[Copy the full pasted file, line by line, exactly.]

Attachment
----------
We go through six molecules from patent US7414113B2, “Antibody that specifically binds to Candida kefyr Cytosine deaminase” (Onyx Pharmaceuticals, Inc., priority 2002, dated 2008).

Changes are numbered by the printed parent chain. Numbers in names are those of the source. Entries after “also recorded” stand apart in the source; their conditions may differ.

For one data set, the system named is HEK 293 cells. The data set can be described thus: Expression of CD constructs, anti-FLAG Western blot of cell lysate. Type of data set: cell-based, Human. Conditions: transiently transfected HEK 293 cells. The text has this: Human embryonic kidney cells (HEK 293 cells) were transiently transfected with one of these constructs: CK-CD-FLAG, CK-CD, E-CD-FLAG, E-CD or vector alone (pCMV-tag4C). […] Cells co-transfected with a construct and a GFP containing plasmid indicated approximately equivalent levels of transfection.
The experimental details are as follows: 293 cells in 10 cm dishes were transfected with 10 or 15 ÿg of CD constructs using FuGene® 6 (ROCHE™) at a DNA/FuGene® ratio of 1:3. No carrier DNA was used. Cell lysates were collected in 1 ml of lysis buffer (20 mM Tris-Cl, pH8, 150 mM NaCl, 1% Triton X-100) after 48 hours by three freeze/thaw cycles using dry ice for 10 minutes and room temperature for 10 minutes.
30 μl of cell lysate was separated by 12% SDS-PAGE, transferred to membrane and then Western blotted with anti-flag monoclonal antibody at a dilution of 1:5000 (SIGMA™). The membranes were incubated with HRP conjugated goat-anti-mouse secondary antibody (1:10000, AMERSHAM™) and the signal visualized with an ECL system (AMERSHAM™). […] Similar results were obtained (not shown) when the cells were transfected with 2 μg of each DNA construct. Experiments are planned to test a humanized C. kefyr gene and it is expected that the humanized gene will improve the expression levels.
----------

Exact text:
We go through six molecules from patent US7414113B2, “Antibody that specifically binds to Candida kefyr Cytosine deaminase” (Onyx Pharmaceuticals, Inc., priority 2002, dated 2008).

Changes are numbered by the printed parent chain. Numbers in names are those of the source. Entries after “also recorded” stand apart in the source; their conditions may differ.

For one data set, the system named is HEK 293 cells. The data set can be described thus: Expression of CD constructs, anti-FLAG Western blot of cell lysate. Type of data set: cell-based, Human. Conditions: transiently transfected HEK 293 cells. The text has this: Human embryonic kidney cells (HEK 293 cells) were transiently transfected with one of these constructs: CK-CD-FLAG, CK-CD, E-CD-FLAG, E-CD or vector alone (pCMV-tag4C). […] Cells co-transfected with a construct and a GFP containing plasmid indicated approximately equivalent levels of transfection.
The experimental details are as follows: 293 cells in 10 cm dishes were transfected with 10 or 15 ÿg of CD constructs using FuGene® 6 (ROCHE™) at a DNA/FuGene® ratio of 1:3. No carrier DNA was used. Cell lysates were collected in 1 ml of lysis buffer (20 mM Tris-Cl, pH8, 150 mM NaCl, 1% Triton X-100) after 48 hours by three freeze/thaw cycles using dry ice for 10 minutes and room temperature for 10 minutes.
30 μl of cell lysate was separated by 12% SDS-PAGE, transferred to membrane and then Western blotted with anti-flag monoclonal antibody at a dilution of 1:5000 (SIGMA™). The membranes were incubated with HRP conjugated goat-anti-mouse secondary antibody (1:10000, AMERSHAM™) and the signal visualized with an ECL system (AMERSHAM™). […] Similar results were obtained (not shown) when the cells were transfected with 2 μg of each DNA construct. Experiments are planned to test a humanized C. kefyr gene and it is expected that the humanized gene will improve the expression levels.